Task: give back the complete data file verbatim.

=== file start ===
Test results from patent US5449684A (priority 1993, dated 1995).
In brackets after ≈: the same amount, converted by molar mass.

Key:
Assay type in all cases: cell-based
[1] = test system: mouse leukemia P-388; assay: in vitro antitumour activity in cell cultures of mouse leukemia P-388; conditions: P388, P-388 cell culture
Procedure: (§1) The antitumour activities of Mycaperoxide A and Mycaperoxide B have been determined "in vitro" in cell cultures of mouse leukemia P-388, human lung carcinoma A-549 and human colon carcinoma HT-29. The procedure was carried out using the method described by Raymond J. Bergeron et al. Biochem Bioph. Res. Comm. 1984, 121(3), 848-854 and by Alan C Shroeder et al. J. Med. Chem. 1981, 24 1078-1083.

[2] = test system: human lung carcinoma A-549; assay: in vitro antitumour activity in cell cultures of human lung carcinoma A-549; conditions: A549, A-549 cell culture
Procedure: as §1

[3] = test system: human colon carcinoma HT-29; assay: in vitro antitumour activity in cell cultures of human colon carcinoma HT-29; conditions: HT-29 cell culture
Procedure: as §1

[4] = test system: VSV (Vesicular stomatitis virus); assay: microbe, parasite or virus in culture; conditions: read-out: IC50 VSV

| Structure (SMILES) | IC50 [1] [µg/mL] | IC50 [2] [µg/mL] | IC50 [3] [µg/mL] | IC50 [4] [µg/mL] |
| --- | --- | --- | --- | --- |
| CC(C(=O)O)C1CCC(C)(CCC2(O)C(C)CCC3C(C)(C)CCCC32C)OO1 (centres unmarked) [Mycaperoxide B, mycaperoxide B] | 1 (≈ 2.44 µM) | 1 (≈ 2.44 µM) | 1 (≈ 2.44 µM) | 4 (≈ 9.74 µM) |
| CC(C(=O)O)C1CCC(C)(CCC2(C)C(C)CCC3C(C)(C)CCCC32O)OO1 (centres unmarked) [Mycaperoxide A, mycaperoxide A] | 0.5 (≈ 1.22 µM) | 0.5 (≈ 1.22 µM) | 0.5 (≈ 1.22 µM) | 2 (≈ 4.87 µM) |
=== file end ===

Test results from patent US5449684A (priority 1993, dated 1995).
In brackets after ≈: the same amount, converted by molar mass.

Key:
Assay type in all cases: cell-based
[1] = test system: mouse leukemia P-388; assay: in vitro antitumour activity in cell cultures of mouse leukemia P-388; conditions: P388, P-388 cell culture
Procedure: (§1) The antitumour activities of Mycaperoxide A and Mycaperoxide B have been determined "in vitro" in cell cultures of mouse leukemia P-388, human lung carcinoma A-549 and human colon carcinoma HT-29. The procedure was carried out using the method described by Raymond J. Bergeron et al. Biochem Bioph. Res. Comm. 1984, 121(3), 848-854 and by Alan C Shroeder et al. J. Med. Chem. 1981, 24 1078-1083.

[2] = test system: human lung carcinoma A-549; assay: in vitro antitumour activity in cell cultures of human lung carcinoma A-549; conditions: A549, A-549 cell culture
Procedure: as §1

[3] = test system: human colon carcinoma HT-29; assay: in vitro antitumour activity in cell cultures of human colon carcinoma HT-29; conditions: HT-29 cell culture
Procedure: as §1

[4] = test system: VSV (Vesicular stomatitis virus); assay: microbe, parasite or virus in culture; conditions: read-out: IC50 VSV

| Structure (SMILES) | IC50 [1] [µg/mL] | IC50 [2] [µg/mL] | IC50 [3] [µg/mL] | IC50 [4] [µg/mL] |
| --- | --- | --- | --- | --- |
| CC(C(=O)O)C1CCC(C)(CCC2(O)C(C)CCC3C(C)(C)CCCC32C)OO1 (centres unmarked) [Mycaperoxide B, mycaperoxide B] | 1 (≈ 2.44 µM) | 1 (≈ 2.44 µM) | 1 (≈ 2.44 µM) | 4 (≈ 9.74 µM) |
| CC(C(=O)O)C1CCC(C)(CCC2(C)C(C)CCC3C(C)(C)CCCC32O)OO1 (centres unmarked) [Mycaperoxide A, mycaperoxide A] | 0.5 (≈ 1.22 µM) | 0.5 (≈ 1.22 µM) | 0.5 (≈ 1.22 µM) | 2 (≈ 4.87 µM) |